AHH Stray News: Ice-T, Eminem & The Source, TrakStarz

Ice T's political

lobbying has apparently paid off. New York City Mayor Michael Bloomberg signed

a tax break law Monday (Jan. 3) in favor of film and television production companies

that work in Manhattan. Ice T testified before the New York City Council last

month to support the tax credit on TV and movie production expenses. The companies

will receive a 5 percent tax credit of up to $12.5 million a year under the new

law. Film production companies working in the city can also claim both the city

and state tax credit. Bloomberg expects the $5 billion-a-year film industry to

help boost the city's employment and economy.

The ongoing feud between Eminem and The Source magazine has

officially entered the legal realm. New York federal judge Gerald E. Lynch ruled

Monday (Jan. 3) that Eminem's copyright infringement lawsuit against The Source

will go to trial. The case was filed when The Source released two early recordings

of Eminem as a teenager, lyrically insulting black women. Judge Lynch initially

banned the Hip-Hop publication from putting out an album that would include

Eminem's freestyle. But the judge later revoked the ban and allowed The Source

to release snippets of the track. Eminem's lawyers appealed Lynch's decision.

The conflict between Eminem and The Source owners Ray Benzino and Dave Mays

has been highly publicized, but both parties have recently promoted squashing



The St. Louis-based production duo TrakStarz, who discovered

St. Louis rapper Chingy, has inked a joint venture record deal with Blackground

Records. In addition to releasing a solo disc of their own this year under the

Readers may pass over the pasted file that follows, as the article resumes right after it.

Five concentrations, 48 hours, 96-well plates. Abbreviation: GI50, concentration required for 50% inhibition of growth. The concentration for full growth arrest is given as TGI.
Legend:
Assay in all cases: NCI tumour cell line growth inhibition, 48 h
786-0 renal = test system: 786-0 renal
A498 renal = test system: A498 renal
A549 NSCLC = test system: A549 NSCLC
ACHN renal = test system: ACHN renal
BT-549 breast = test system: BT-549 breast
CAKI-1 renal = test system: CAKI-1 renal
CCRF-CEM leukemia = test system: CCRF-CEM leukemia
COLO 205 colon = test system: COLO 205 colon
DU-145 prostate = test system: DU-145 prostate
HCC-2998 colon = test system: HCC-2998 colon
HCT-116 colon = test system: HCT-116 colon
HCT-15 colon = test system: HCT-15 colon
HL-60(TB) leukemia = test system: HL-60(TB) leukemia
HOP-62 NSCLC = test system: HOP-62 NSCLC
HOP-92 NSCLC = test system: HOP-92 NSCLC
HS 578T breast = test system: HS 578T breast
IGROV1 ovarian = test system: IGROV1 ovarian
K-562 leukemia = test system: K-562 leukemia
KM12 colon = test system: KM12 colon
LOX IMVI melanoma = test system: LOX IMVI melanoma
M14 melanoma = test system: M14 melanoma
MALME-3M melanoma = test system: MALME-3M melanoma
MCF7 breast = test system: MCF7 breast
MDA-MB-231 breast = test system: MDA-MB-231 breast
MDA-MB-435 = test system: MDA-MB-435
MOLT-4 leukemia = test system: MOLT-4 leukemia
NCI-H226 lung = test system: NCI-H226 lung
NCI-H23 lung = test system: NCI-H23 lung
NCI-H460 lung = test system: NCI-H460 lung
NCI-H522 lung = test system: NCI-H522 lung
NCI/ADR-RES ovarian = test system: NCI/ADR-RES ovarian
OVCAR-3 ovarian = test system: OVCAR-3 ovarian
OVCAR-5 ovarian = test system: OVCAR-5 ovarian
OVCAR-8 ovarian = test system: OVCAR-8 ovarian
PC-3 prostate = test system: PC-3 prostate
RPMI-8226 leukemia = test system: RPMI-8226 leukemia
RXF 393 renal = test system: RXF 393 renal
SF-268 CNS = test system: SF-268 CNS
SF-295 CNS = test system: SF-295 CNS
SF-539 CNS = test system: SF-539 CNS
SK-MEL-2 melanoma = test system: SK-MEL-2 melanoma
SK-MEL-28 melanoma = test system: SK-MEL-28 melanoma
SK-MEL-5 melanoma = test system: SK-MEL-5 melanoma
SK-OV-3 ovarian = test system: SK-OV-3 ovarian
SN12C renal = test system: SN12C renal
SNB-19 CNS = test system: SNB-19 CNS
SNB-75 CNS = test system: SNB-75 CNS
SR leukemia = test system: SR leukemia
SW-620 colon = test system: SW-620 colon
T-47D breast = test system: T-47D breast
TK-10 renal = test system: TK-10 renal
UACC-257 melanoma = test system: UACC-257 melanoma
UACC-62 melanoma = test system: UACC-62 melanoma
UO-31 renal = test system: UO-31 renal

contract, TrakStarz will sign artists to their label TrakStarz Records. "For

a long time, producers weren't given credit for breaking artists and setting

the tone for their careers," says Zo of The TrakStarz. "It's exciting

for us as producers to officially step in as label executives." The TrakStarz

still have song deals with Interscope and Chingy's home label, Capitol Records.

The pair has worked with Twista, Juvenile, David Banner and Janet Jackson, among


2004 turned out

to be a stellar year for R&B and Hip-Hop as far as radio spins. R&B

and Hip-Hop songs overwhelmingly controlled national airwaves last year, comprising

61% of radio's top 100 songs, according to a chart compiled by Nielsen BDS.

Usher claimed the No. 1 song, "Yeah," a collaboration with Atlanta

rappers Ludacris and Lil Jon. Pop songs had 36% fewer songs in the top 100 than

in 2003. Rankings are assembled based on audience impressions, and the amount

of times a song is played on radio stations multiplied by the projected number

of listeners each time the song is played. Larger markets typically receive

higher scores because big city radio stations have audiences that usually support

R&B and Hip-Hop.